Because of the power of our karma, at the beginning of our journey on the Buddhist path we exert great effort to learn how to rest. For example, we may wish to see the true nature of mind so that we can find peace, and so we apply ourselves assiduously to meditation, practicing it over and over, year after year. Fortunately, with meditation, we have chosen the best approach to resting. Even though our motivation is flawed, the method we’ve picked is working unobtrusively to our benefit. Unbeknownst to us, our efforts are setting a trap for ego, the source of our inability to rest.. Ego is trying as hard as it can—employing Dharmic methods designed to remove ego. As it searches for insight, it meditates more, studies the Dharma further, and bonds more closely with the teacher, all activities that lead to its eventual demise and the emergence of restfulness.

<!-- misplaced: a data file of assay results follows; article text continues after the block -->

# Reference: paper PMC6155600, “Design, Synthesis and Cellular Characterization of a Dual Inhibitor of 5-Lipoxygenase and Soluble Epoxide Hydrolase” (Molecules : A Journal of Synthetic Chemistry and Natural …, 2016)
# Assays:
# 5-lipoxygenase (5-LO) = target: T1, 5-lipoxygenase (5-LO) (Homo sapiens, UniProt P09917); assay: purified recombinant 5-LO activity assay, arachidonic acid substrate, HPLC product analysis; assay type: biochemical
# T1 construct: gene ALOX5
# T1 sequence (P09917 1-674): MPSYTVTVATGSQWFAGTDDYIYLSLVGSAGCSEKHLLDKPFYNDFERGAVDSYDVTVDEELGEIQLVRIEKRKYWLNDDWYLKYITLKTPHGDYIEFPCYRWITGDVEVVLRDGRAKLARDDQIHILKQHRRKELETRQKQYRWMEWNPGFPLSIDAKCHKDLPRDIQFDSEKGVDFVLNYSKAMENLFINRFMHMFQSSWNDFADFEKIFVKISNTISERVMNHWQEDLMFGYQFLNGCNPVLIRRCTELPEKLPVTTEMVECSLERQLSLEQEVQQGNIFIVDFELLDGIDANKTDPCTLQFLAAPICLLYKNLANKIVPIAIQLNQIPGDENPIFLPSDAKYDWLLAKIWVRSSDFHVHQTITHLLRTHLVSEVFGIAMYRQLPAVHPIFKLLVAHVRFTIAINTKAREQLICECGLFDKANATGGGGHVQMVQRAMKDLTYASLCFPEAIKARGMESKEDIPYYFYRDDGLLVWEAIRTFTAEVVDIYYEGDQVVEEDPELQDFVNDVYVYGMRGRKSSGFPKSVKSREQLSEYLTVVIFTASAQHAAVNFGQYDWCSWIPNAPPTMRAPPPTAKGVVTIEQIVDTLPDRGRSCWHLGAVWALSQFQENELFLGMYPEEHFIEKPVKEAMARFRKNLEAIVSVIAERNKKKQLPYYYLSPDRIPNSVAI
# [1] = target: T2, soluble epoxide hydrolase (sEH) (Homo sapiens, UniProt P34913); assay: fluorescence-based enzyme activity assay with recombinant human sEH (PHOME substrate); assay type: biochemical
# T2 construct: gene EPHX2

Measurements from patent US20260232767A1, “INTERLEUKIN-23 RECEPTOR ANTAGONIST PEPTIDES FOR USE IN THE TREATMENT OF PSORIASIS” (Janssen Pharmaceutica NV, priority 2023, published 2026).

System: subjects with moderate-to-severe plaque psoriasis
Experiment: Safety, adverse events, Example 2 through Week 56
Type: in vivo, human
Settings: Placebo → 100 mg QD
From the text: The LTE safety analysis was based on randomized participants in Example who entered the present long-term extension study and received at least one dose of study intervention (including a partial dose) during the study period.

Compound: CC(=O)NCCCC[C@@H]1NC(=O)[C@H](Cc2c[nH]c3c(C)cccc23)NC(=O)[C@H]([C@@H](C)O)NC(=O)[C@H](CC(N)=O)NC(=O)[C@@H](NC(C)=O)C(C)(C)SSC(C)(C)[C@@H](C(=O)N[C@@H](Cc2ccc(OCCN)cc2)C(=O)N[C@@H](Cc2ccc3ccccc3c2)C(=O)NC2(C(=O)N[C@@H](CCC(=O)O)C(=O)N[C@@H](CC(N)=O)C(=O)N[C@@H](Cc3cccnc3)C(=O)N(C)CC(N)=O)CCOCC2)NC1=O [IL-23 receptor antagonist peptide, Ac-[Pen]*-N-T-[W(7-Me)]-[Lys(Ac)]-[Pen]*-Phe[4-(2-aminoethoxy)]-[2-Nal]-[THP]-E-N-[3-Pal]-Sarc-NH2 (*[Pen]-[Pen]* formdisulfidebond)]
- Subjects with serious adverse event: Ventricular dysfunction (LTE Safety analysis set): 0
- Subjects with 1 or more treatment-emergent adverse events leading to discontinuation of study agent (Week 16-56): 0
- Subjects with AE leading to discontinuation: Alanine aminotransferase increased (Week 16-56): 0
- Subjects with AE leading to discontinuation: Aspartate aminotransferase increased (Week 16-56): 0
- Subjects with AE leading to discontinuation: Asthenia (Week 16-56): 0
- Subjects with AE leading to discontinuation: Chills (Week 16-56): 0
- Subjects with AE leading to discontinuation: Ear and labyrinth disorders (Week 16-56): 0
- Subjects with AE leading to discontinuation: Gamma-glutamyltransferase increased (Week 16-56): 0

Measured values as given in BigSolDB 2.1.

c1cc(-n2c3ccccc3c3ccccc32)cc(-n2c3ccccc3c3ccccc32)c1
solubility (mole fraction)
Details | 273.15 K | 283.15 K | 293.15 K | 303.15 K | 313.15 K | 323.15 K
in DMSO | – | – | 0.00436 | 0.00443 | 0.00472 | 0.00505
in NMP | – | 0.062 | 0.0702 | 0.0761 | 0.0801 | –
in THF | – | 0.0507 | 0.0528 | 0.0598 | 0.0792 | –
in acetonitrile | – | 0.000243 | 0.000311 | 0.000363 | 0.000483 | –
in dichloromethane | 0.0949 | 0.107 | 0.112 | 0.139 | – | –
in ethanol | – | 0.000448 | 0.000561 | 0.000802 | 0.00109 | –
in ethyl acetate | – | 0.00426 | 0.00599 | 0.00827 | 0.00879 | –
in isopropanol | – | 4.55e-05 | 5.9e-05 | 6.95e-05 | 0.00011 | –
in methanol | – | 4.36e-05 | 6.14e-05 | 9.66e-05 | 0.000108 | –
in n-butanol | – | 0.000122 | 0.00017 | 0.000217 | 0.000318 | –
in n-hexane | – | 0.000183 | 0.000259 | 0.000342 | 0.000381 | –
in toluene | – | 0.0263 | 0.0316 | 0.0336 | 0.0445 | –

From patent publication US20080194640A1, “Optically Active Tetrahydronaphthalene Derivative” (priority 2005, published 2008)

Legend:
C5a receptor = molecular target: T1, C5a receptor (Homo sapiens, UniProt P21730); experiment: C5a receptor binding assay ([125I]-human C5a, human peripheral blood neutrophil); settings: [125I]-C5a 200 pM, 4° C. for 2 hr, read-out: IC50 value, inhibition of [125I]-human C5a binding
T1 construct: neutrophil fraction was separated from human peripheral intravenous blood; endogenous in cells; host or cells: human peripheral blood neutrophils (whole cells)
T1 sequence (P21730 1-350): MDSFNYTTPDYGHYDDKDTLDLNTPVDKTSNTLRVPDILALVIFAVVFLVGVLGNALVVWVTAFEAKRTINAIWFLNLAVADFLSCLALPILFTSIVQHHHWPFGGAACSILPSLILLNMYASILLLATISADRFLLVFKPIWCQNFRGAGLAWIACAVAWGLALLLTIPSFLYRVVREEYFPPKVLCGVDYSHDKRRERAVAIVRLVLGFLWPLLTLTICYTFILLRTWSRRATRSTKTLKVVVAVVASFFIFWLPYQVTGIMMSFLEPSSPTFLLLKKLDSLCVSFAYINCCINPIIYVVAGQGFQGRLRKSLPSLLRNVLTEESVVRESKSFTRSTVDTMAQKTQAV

Meditation shows us that all our efforts don’t work. We continue to return to the places that restrict our freedom, such as overwhelming emotions or selfish endeavors. At some point, practice awakens us enough to realize that trying is ineffectual—or maybe worse than ineffectual, increasing our crankiness, puffing us up with how hard we practice, or making us arrogant about what we’ve learned. Finally, we see that attaining enlightenment cannot be done, and we give up and just rest in the present. When we relax, and mind is cleared of striving, it begins to see itself more clearly. We start to get somewhere by going nowhere.

At that point, we begin to relinquish our egocentric approach to the Dharma and to relax; and that allows us, at last, to obtain a clearer view of the mind we have been attempting to see. The Dharma has no equal in fooling ego. When it is successful, we discover mind and the restfulness it contains.